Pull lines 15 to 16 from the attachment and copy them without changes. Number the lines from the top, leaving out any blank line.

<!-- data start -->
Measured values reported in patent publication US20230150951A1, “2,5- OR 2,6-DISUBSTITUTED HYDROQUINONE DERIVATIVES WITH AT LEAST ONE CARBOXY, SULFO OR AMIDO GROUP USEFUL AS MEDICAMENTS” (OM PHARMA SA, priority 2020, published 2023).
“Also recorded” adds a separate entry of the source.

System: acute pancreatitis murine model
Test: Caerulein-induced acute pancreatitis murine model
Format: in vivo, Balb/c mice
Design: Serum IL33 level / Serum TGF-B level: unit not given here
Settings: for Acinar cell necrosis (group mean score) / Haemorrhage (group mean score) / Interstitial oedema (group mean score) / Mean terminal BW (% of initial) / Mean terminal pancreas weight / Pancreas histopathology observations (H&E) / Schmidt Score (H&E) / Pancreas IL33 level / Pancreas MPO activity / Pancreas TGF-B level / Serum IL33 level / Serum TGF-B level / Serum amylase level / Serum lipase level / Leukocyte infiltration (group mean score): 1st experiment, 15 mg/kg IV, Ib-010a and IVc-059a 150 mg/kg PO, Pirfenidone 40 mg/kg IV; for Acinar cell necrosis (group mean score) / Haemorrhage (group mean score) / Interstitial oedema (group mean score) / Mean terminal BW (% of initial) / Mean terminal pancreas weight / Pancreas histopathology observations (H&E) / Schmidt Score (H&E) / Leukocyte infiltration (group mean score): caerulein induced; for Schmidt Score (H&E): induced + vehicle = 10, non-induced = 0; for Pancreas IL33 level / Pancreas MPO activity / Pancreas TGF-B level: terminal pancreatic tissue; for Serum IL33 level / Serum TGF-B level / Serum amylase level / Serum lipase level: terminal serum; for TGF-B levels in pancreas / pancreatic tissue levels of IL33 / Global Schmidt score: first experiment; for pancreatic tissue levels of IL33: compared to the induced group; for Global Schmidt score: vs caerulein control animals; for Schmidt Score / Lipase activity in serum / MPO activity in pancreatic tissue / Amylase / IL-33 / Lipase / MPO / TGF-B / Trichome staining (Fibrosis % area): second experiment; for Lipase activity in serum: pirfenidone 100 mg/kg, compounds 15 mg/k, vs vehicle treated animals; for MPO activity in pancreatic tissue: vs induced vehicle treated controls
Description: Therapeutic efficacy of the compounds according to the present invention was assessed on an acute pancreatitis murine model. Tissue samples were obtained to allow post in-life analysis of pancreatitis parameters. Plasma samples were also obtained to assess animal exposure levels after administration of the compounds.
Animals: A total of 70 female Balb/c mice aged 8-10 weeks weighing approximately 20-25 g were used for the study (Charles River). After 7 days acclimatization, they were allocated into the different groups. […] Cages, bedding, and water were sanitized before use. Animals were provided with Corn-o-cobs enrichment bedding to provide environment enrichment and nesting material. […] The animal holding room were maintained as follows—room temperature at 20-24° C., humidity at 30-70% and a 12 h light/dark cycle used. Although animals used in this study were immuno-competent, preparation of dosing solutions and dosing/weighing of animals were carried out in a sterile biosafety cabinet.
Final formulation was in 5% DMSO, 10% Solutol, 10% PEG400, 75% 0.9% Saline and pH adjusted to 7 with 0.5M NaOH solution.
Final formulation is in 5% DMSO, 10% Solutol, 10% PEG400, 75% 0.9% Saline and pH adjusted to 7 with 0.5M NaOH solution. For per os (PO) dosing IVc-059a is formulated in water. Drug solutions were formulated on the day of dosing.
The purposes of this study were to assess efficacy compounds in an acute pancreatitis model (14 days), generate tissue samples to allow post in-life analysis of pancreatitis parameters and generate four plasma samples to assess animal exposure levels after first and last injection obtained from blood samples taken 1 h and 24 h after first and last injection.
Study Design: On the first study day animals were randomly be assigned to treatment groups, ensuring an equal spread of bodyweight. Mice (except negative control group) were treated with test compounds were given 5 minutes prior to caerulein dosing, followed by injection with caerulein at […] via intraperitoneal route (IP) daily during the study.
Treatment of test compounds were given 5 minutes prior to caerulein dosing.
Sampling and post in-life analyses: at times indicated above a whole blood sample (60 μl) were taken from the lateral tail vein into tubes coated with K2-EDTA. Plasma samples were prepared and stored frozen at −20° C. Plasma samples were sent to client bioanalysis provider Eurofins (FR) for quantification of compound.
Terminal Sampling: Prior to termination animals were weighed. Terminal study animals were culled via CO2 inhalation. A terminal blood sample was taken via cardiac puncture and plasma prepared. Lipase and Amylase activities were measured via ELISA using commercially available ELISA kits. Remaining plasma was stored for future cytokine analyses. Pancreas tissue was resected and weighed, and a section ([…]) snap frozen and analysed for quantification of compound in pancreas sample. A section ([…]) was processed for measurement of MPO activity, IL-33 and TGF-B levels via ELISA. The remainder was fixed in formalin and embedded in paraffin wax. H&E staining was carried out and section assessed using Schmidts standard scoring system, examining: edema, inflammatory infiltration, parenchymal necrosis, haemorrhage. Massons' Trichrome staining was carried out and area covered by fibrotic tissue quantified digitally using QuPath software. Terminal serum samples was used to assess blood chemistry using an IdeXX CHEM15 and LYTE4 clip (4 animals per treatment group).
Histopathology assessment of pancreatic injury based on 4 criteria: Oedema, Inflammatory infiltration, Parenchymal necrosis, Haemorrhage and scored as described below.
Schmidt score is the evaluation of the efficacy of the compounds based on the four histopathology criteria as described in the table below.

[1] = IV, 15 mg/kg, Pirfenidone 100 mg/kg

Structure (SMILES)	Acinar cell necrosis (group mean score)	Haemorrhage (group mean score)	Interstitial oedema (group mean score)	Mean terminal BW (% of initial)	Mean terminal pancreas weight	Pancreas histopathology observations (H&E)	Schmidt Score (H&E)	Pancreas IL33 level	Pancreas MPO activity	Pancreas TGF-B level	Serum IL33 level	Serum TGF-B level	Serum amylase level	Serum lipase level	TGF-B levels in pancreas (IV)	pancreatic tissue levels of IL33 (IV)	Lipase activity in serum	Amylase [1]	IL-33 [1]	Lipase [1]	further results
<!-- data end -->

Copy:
Sampling and post in-life analyses: at times indicated above a whole blood sample (60 μl) were taken from the lateral tail vein into tubes coated with K2-EDTA. Plasma samples were prepared and stored frozen at −20° C. Plasma samples were sent to client bioanalysis provider Eurofins (FR) for quantification of compound.
Terminal Sampling: Prior to termination animals were weighed. Terminal study animals were culled via CO2 inhalation. A terminal blood sample was taken via cardiac puncture and plasma prepared. Lipase and Amylase activities were measured via ELISA using commercially available ELISA kits. Remaining plasma was stored for future cytokine analyses. Pancreas tissue was resected and weighed, and a section ([…]) snap frozen and analysed for quantification of compound in pancreas sample. A section ([…]) was processed for measurement of MPO activity, IL-33 and TGF-B levels via ELISA. The remainder was fixed in formalin and embedded in paraffin wax. H&E staining was carried out and section assessed using Schmidts standard scoring system, examining: edema, inflammatory infiltration, parenchymal necrosis, haemorrhage. Massons' Trichrome staining was carried out and area covered by fibrotic tissue quantified digitally using QuPath software. Terminal serum samples was used to assess blood chemistry using an IdeXX CHEM15 and LYTE4 clip (4 animals per treatment group).